There are many myths surrounding the holiday (just like with Christmas), so let's start by filtering out fact from fiction. In the days of the Maccabees, there was a revolt (led by Maccabees) to take over the land and eventually the Temple. The revolt succeeded and soon the Maccabees rededicated the Temple to YHWH. Legend has is that these guys had one problem, there wasn't enough oil for the seven days it would take to produce new oil, at most it would only last one day. Bear in mind that these people had also been fighting during Sukkot (seven day feast) and couldn't celebrate it at the proper time, so they decided to observe a 'second' Sukkot later in the year for seven days. They needed that oil for those seven days! Well, praise haShem, She provided a miracle and the one day's supply of oil lasted 8 days (seven days longer than it should've), just long enough to produce and purify enough oil, as well as celebrate this "second" Sukkot. Anyway, according to the legend, that is why we now celebrate Chanukah for 8 days. Too bad it's not true, 'cause I really like that story:)

Festival of Lights
The real reason Chanukah is eight days long is simply because this was a second Sukkot as mentioned before. Yes, Sukkot is only 7 days, but you are probably familiar with the idea of having 2 days celebration for a one-day holiday, or an 8 day festival for a feast that is only supposed to last for 7. That's because it took an official word from haEretz that the new moon (Rosh Chodesh) festival was to start (or whatever holiday). Sometimes this message would take a day to get to Jews living outside Israel, in the old days. So they began the custom of celebrating 2 days, since on of them was bound to be the right day. Do the Jews know how to party or what?!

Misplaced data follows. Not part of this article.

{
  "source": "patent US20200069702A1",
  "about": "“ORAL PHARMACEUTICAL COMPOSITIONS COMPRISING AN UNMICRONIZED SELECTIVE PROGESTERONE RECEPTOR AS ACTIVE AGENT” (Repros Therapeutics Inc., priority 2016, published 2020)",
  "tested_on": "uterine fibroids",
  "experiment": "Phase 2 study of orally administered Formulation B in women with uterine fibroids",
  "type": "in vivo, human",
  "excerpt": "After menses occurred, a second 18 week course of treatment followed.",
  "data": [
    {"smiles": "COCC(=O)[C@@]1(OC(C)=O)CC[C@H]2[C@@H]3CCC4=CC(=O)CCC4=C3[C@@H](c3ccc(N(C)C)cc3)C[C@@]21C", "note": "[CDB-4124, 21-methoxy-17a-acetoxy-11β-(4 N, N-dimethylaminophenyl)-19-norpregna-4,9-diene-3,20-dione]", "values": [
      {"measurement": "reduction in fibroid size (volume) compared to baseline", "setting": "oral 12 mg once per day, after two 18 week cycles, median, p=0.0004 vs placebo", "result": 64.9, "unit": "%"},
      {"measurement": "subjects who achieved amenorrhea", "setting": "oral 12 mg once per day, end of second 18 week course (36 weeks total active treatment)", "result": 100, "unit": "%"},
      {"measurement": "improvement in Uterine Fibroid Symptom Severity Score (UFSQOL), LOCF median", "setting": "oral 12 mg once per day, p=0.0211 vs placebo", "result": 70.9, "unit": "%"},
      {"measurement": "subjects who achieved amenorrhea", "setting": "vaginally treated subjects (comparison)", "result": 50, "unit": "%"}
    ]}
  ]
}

Messianic Judaism--NOT affirming

Rededicating the Temple
G-d doesn't mandate His people to celebrate Chanukah like He does some other holidays, but I feel it is just as important to observe. I find it to be a nice quiet time of year compared to all the hulla-buloo over Christmas (I don't personally celebrate the holiday, but I don't condemn those who do). We always play calming music and sing songs of Moshiach's light to the world while lighting the candles. I enjoy this holiday very much, partly because Yeshuah celebrated it!

It was started because of a rededication to the Temple. I think this is symbolic to the Messianic Jew, because sometimes our 'Temples' fall into ruin and need some renovations and rededication. Some Christians call this 'rededicating your life to Christ' and I couldn't have said it any better myself. It's never to late to turn back to G-d (teshuvah), He's ever-loving and gracious to anyone who asks for His help.

More Messianic Info--NOT affirming


The Rainbow Lighthouse
I love this picture because I absolutely love lighthouses, and then the light it's giving is a symbol of Pride! Let's all be a godly light to the gay community.


Aytz Hayim!
This is the picture of a Chanukia (Chanukah menorah) which is in the form of a tree. The Torah is said to be a "tree of life (Aytz Khayim), so it is sort of a spinoff of that. Since Chanukah is the festival of lights, I think it is only appropriate to speak of the holiday here. The menorah has eight branches for the eight days, and one extra called the shamash (used to light the eight candles). On the first night the right candles is lit by the shamash, on the second night the two most right candles are lit, and so on until all the eight are lit.


Kumi Ori, ki va orech!